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ALEXANDER SEMENOV / SCIENCE PHOTO LIBRARY ALEXANDER SEMENOV / SCIENCE PHOTO LIBRARY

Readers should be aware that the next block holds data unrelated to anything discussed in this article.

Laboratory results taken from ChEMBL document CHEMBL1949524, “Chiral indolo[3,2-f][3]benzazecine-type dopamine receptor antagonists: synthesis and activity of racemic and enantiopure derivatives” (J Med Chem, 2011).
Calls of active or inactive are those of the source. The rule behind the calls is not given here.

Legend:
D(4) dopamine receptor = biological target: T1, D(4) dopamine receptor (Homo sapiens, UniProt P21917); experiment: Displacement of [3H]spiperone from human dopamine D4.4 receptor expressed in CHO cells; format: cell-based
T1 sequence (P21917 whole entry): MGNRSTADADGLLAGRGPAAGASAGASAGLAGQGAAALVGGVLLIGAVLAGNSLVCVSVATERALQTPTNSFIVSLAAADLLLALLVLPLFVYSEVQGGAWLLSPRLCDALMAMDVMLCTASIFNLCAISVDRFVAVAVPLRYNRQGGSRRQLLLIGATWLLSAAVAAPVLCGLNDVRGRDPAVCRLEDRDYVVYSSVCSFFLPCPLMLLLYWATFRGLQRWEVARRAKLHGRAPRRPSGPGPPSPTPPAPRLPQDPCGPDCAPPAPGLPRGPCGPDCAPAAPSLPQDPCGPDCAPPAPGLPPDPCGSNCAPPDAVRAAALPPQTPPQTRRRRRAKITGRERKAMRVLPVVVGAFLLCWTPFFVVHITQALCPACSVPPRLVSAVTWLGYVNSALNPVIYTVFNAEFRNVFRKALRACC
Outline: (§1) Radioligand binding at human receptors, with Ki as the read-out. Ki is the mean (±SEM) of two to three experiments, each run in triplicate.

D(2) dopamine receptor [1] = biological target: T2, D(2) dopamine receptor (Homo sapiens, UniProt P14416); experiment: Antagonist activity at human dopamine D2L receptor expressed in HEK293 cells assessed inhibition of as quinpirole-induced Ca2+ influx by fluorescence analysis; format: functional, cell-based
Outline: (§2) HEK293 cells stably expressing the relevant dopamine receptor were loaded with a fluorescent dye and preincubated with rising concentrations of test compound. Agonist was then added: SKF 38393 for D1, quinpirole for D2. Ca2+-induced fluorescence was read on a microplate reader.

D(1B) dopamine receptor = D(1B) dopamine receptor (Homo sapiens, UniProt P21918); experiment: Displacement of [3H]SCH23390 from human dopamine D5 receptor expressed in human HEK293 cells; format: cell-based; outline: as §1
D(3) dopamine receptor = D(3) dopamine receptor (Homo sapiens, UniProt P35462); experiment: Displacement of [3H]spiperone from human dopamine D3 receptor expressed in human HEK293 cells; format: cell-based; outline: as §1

Comb jelly, or ctenophore, (Beroe abyssicola) with parasitic amphipods. Comb jellies such as this typically have eight rows of cilia, which they beat for propulsion. The cilia do not emit light themselves, and the rainbow effect is produced by the diffraction of the illuminating light. Comb jellies are found in marine environments worldwide, where they feed on plankton and small animals such as copepods. This B. abyssicola is a deep-sea species and often ingests bioluminescent prey, which would be visible through its transparent tissues. It has a red throat to prevent this light reaching the open water, which would attract the comb jelly's own predators. The small amphipod crustaceans are Hyperia galba. They swim amongst the plankton until they locate a host jellyfish or comb jelly, to which they attach with their sharp legs. They then burrow into their host and feed on their tissues. Filmed in the White Sea, Russia.
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